Warner Music Sues Bang Energy Over TikTok Ads In ‘Massive Infringement’ Case

Following court rulings that Bang Energy stole music from Universal Music Group and Sony Music for ads on TikTok, Warner Music Group (WMG) is now stepping in – accusing the beverage maker of using tracks from cardi b, Dua Lipa, Jack Harlow, Lizzo and more without permission.

In a lawsuit filed Thursday (Sept. 15) in Florida federal court, WMG alleges that Bang Energy infringed the company’s copyrights on a “massive scale” by using nearly 200 different songs in promotional videos on TikTok and Instagram without proper licenses.

The allegedly infringed tracks also include songs by Sweetheart, Van Halen, Bruno Mars and many other artists and songwriters across Warner’s labels and publishers.

“Defendants have created global brand awareness for Bang and billions of dollars in sales through the ubiquity and effectiveness of the infringing Bang videos, many of which have received millions of views,” Warner wrote. “Defendants achieved this success through flagrant, willful and repeated copyright infringement of content owned by record companies and music publishers.”

The new case came on the heels of similar lawsuits filed by both Sony and UMG. In July, UMG won a warrant that Bang Energy had infringed its copyright; last week, Sony won the same kind of judgment. Together, the two decisions potentially put the beverage company on the hook for many millions of dollars in damages.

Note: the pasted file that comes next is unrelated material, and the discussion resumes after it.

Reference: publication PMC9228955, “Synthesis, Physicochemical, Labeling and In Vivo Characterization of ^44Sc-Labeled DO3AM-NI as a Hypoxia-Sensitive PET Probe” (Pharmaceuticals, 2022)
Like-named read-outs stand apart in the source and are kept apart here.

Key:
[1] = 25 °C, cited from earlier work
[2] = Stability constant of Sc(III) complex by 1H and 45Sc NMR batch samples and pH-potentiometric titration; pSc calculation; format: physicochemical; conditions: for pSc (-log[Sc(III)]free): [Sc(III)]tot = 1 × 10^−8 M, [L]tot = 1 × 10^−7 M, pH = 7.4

Now filed by all three major music companies, the lawsuits against Bang Energy highlight an important distinction: The extensive music licenses signed by platforms like TikTok and Instagram, which allow users to display snippets of copyrighted music in their posts, do not apply to commercial content posted by brands. Companies must negotiate separate agreements or use generic royalty-free tracks instead.

In the previous cases, Bang Energy claimed that it did not know that it was not allowed to use copyrighted music in its videos. Its lawyers cited the fact that TikTok and Instagram make it easy for users to drag any song into a video, and even claimed in Sony’s case that a TikTok representative told them they could do so.

“At the time Bang Energy posted videos on TikTok, no warning was given that the songs TikTok provided could not be used in videos posted by companies,” the company’s lawyers wrote earlier this summer in response to Sony’s lawsuit. “Energy used TikTok as intended, posting videos with the music provided by TikTok.”

But Judge William P. Dimitrouleas has rejected that argument in both of the previous cases – essentially ruling both times that it didn’t matter what Bang Energy thought it was entitled to do.

In last week’s appeal – filed with the unusual benefit of several recent decisions in nearly identical cases – Warner seemed intent on rejecting that argument from the start.

“Defendants’ infringement was clearly intentional,” Warner’s lawyers wrote. “Among other things, the social media platforms on which the infringing Bang Videos were posted expressly state that users do not have the right to infringe music, especially in connection with commercial activities.”

“Even after receiving WMG’s cease-and-desist letter, Bang posted several new Bang videos featuring the same copyrighted musical works previously identified,” the complaint added.


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